As the heated dialogue over Portland House continues, opposing views of the house just can’t seem to meet halfway. Since Brian Close’s article appeared in The Minnesota Daily on April 13, the halfway house near campus has been a prominent issue of student concern and debate. While both sides of the issue have been vigorously argued in editorial letters, supporters of the criminal rehabilitation center’s location present the most valid and logical arguments. Portland House does not pose a threat to students, and it should be allowed to carry on its mission without interference from the University community.
Portland House provides convicted criminals a transition between jail and their return to the general community. Most Portland House opponents cite the threat of crime as the central deterrent to the halfway house. They contend that the house, which is next to a sorority home, increases the risk of victimization on campus. Advocates of keeping Portland House have argued that universities should be places of acceptance. They add that halfway house residents are trying to rehabilitate themselves and should not have to serve a second sentence.
Portland House has resided near campus for 25 years, and complaints about it have surfaced just recently. The halfway house residents have not posed a significant disturbance to members of the neighboring sorority house before. Sorority members don’t have a justifiable reason why their neighbor’s behavior would suddenly change. The attitudes of some sorority house members and University community members have changed instead. Complaints about neighbors crossing each other’s lawns is an everyday occurrence and is not culture-specific. The views of the halfway house’s opponents make the University community as a whole look uninformed, ignorant and uncooperative. It is unfortunate that some of these outdated views still exist. In a setting where rehabilitation was once accepted and encouraged, it now meets with anger and distrust.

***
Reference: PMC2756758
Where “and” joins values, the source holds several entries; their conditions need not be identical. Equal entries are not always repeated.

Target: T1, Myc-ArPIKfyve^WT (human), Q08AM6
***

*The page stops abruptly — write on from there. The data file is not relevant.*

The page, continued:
It is not the University’s responsibility to punish these men. Courts of law have already done so. Opponents should instead encourage sorority members to work with the halfway house to ensure the safety and prosperity of the entire Marcy-Holmes neighborhood. Showing hostility toward members of Portland House will do nothing but encourage ill feelings from halfway house members. This would likely bring about the exact reaction halfway house opponents fear. Drastic measures such as the proposed removal of the house should only be taken after genuine attempts have been made to resolve potential conflicts. Only by learning more about the rules and workings of the halfway house will opponents learn how to accept its presence.
College serves two primary purposes. Aside from the obvious purpose of academically preparing students, college helps induct students into the real world. It encourages openness and understanding rather than discrimination and ignorance. Opponents of the halfway house should face the issues, not chase them away. Until they learn to work with, rather than against, others, problems such as the Portland House debate will continue to cause unwarranted and unnecessary controversy.